Wednesday, 18 February 2009

more scrim and a journal quilt

It's no secret I've been fascinated for some time by the effects you can achieve with cotton scrim dyed and layered, ironed flat or crinkled or scrunched; layered and cut back or not you can get the effect of various types of paint: I especially like the watercolour effect of layering scrim that has been stretched and ironed flat.
During the last few weeks I've been trying out various things - here are a couple of samples:

This one is based on the fungus on the felled logs I photographed when I was walking in Wytham Woods - just bits of layered scrim - not ironed, but as they come with free-machine zig-zag over. I love the different effects you can get with this stitch.

The second piece is more formal. Layers of pressed-flat scrim to start with, then the shapes are stitched in abd cut back through the payers with great care using reverse applique scissors (also called lace scissors) - an essential and sometimes difficult to find piece of equipment for this technique.

The third technique I tried is probably the simplest: layered as-it-comes scrim plus hand stitching: thicker threads - various kinds all hand-dyed including all six strands of cotton embroidery thread, perle and various silks and rayons - and big stitches so they show up (fine stitching tends to sink into the scrim and get lost):

The next piece is a finished piece using a technique I developed last year: ironed-flat scrim layered over hand-dyed wadding, free-machine stitched and cut back. In this one I was exploring the brighter-than expected colours of a rainy landscape through the window:

And finally, January's journal quilt for the Contemporary Quilt Group's challenge. This year's quilts all have to be 12"x 6" which is a good size to work with. This one is also as it comes with hand-stitching in thick thread, using hand-dyed wadding. The buttonhole-stitch appliqued shoeprints are also hand-dyed along with all the other materials used.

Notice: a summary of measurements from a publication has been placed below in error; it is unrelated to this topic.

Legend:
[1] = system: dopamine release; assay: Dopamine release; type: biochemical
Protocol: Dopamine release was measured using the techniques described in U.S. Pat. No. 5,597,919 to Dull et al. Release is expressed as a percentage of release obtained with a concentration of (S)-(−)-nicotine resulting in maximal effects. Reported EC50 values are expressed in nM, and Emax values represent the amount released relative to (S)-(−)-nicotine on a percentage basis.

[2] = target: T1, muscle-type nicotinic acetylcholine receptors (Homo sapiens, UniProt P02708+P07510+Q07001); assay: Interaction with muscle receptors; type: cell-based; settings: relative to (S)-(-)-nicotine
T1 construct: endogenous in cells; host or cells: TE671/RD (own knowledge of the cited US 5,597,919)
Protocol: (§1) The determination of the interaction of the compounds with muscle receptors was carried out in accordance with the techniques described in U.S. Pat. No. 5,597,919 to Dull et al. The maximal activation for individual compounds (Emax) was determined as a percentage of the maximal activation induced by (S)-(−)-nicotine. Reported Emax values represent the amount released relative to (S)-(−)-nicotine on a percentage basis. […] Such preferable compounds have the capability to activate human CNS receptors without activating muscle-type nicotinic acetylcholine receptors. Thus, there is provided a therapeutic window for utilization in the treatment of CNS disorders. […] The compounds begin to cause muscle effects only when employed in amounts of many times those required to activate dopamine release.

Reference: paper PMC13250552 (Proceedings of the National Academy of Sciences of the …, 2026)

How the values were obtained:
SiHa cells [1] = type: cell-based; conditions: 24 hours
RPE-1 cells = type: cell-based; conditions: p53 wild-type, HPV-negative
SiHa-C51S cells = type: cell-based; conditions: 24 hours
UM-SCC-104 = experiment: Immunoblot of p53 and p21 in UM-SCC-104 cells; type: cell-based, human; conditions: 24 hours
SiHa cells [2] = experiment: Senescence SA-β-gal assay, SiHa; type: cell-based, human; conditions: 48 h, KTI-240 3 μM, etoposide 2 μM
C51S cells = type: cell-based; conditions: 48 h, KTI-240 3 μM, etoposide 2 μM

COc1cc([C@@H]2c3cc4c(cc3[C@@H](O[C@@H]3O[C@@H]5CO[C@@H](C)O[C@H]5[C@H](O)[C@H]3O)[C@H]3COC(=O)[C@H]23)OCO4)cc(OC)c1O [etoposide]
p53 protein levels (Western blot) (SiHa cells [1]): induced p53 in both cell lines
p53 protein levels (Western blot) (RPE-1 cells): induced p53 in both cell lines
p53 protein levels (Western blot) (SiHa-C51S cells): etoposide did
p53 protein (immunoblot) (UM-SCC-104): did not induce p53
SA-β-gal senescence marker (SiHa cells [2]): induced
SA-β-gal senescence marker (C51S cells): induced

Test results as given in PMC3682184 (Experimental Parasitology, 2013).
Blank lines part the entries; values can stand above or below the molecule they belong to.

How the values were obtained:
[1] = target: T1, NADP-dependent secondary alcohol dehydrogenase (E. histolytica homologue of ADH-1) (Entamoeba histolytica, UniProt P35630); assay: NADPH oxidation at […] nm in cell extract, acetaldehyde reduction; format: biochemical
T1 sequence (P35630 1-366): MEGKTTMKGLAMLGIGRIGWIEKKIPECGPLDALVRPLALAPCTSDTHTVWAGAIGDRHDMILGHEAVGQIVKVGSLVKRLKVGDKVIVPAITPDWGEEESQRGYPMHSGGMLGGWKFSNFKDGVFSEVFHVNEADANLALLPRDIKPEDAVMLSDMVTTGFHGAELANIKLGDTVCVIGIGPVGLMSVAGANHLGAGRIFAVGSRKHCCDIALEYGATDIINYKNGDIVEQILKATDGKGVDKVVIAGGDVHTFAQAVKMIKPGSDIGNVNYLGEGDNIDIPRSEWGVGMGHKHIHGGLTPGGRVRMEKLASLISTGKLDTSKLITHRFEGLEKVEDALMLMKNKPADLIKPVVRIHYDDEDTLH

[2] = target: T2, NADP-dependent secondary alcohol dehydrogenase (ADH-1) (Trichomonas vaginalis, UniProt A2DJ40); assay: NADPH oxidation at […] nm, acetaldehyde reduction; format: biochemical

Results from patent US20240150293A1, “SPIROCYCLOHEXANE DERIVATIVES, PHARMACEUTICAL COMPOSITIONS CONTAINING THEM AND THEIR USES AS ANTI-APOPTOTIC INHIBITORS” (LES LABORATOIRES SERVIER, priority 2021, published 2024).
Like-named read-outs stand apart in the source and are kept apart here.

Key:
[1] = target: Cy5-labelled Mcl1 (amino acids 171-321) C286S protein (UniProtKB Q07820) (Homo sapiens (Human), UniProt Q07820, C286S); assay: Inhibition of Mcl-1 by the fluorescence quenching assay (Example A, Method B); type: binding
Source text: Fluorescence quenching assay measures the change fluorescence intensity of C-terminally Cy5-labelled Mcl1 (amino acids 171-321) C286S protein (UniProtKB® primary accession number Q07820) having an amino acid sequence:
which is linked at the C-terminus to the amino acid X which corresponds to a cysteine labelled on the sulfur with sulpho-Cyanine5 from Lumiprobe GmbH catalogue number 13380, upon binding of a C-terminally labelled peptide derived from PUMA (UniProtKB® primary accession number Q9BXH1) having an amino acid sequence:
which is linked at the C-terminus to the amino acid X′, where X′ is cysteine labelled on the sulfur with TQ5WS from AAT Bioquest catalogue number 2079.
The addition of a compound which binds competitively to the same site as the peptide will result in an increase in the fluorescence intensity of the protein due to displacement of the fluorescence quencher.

I've chosen a theme for the year (though I reserve the right to change/adapt if this doesn't work out) which is Steps. Instead of resolutions (I did make some but didn't keep up to them very long!) I decided to follow a really sensible suggestion of having a word that would keep me focussed on what I want to achieve, and the word I have chosen is steps. Literal steps in that I want to start going for long walks again, an activity I enjoy and which I had to give up some years ago when I had ME/CFS and something I need to do in order to get fitter. But also steps in terms of getting things done by dividing them up into stages (I find the decluttering is coming along wonderfully since I limited myself to one hour at a time); plus steps in terms of learning to do things a stage at a time rather than all at once!

Oh yes, the JQ - for January so it's a bit late - is called Magic Shoes.


zquilts said...

Oh Bixy!
These are wonderful projects!I love how you are using scrim...fabulous idea! My fav is the go girl!

maggi said...

The work with scrim is beautiful. It is one of my favourite fabrics for its versatility. Great too with the embellisher. January JQ is great with an interesting theme for the year. There is a little something over on my blog for you.

Heather said...

I have come visiting via Maggi at To Dream to Stitch and must say that I think your scrim pieces are really beautiful. I love your use of colour and the gentle curving designs. I am going to explore further back in your blog and have no doubt I'll be back another day.

Jan said...

Love the way you are using the colorful scrim. I enjoy using it too in similar ways. I was fortunate to pick up a large bolt of it for free so I have a lot of it to work with. Layering and cutting to show underneath layers is not something I have done yet. Thanks for sharing your work and ideas. I checked out your blog after reading your post on the AQL group.

Julie said...

Glad to hear the decluttering is going well. There are some interesting colourways and effects in your scrim treatments. I like the stitching and the way it provides movement.

Judy Alexander said...

All of these are really interesting and beautiful. This makes me want to experiment more with scrim.


You give me so many wonderful ideas!I have done very little with scrim so far, but I have lots of little dyed pieces and I'm determined to have a go, Thank you!

Anonymous said...

Thanks for sharing such a useful stuff!